Jul 042011

During the school year, we decided to let Chase walk half way home from school all by himself. He was dying to walk all the way home, but Craig was opposed. He felt like “something might happen” in our rough and tumble planned community. I wanted to take a chance, because the proposition of stuffing two tired and screaming girls into the van, yet again, can make a mama brave. But in these scenarios our policy is that the more cautious parent wins, even if the more cautious parent is at work twenty miles away. Which, incidentally but conveniently, is just out of ear shot of my screaming girls. We are presently revising our policy.

Each day I’d pile the girls in the van, drive halfway to the school (500 yards) and sit in the van on the side of the road listening to my precious girls think of ridiculous things about which to get disgusted with each other. The kindness revolution has not penetrated the walls of my mini-van or home. My girls fight like it is their job. Like someone is actually paying them to NEVER STOP FIGHTING. No hoodies for them.

So every afternoon I’d sit in the front seat, mentally block out the girls, and watch for Chase in my rear view mirror. And every time he’d come into view, I’d feel a little amazed. It’s so strange to watch your child when he doesn’t know you’re watching him, when he’s in his element. Because you think . . . he has an element? He leads a life that has nothing to do with me? A life in which people say things to him and he says things back with no guidance or explanation from me? Look at those legs…they work! I made that person and he’s just walking about as if unattached to me!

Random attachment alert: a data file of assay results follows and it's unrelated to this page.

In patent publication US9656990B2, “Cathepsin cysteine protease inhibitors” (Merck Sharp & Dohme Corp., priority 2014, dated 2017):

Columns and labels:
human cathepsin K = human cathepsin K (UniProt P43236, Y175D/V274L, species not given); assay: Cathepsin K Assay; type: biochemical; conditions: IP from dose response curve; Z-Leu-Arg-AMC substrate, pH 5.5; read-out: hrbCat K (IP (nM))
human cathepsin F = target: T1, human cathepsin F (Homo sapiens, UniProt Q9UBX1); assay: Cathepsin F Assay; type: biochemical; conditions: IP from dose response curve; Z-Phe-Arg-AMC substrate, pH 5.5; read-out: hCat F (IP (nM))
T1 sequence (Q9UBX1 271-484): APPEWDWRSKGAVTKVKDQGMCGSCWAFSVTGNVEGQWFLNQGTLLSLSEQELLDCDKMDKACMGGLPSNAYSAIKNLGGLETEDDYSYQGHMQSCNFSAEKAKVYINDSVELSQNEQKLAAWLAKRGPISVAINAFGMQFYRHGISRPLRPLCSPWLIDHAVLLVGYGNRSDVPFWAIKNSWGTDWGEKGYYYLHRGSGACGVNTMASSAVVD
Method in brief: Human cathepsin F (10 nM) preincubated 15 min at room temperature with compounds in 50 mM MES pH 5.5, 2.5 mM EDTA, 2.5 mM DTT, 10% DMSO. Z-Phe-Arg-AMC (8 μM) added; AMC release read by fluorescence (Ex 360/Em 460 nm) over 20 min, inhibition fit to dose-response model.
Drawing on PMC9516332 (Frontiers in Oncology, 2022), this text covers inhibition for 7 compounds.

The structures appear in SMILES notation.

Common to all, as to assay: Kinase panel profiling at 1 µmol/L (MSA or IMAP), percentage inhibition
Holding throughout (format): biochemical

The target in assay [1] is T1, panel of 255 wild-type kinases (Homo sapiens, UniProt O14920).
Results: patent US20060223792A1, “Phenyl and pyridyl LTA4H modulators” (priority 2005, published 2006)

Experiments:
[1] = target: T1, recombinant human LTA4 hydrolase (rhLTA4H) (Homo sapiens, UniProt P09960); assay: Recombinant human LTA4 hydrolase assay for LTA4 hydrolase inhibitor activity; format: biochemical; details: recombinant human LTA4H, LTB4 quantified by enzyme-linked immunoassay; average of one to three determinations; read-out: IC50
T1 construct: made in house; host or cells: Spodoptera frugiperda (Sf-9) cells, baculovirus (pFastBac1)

Every day I’d feel like Gepetto….watching this thing I made come to life before my eyes.

He’s alive! He moves! Amazing!


I don’t think he’s gonna stay in my arms anymore, now that he has this life of his own.

It’s all so magical but a little heartbreaking, too.

After a while I noticed that Chase was always walking to the van alone. There’d be a group of kids in front of him, walking and laughing – and a group of kids behind him, walking and laughing. But he’d be on his own. All alone. Each day. Oh, God.

Something deep inside me told me not to bring it up to him. He’s fine, that soul voice said, this is your issue, not his. Don’t pry. Don’t kick open all his private doors or he’ll start locking them. Wait for him to invite you in.

So I didn’t say a word to him, but I worried. Every afternoon. Every single afternoon.

Oh Jesus. Let him get caught smoking in the boys’ room. Let him fail social studies. Let him get punched on the playground . . . But please don’t let him be lonely.

A few weeks ago I was flipping through an old notebook and I found this:

Moment of Silence1/10/11

by: Chase

When I walk

out of the classroom,

away from any other souls,

close to beautiful nature

all by myself

I roam around


of anything that shall bother or disturb me.

I take a deep sniff

of the snow scented, fresh air

and I think.

I think about

anything that will happen

to me

and so

I can

prepare for it.

this is my moment



The kids are all right, Lovies.

Our little Pinocchios are going to be just fine. They’ve got the whole world in their little hands.

So find a moment of silence for yourself today. Deep Sniffs, Lovies. Just take a moment to roam free.

Love, G and C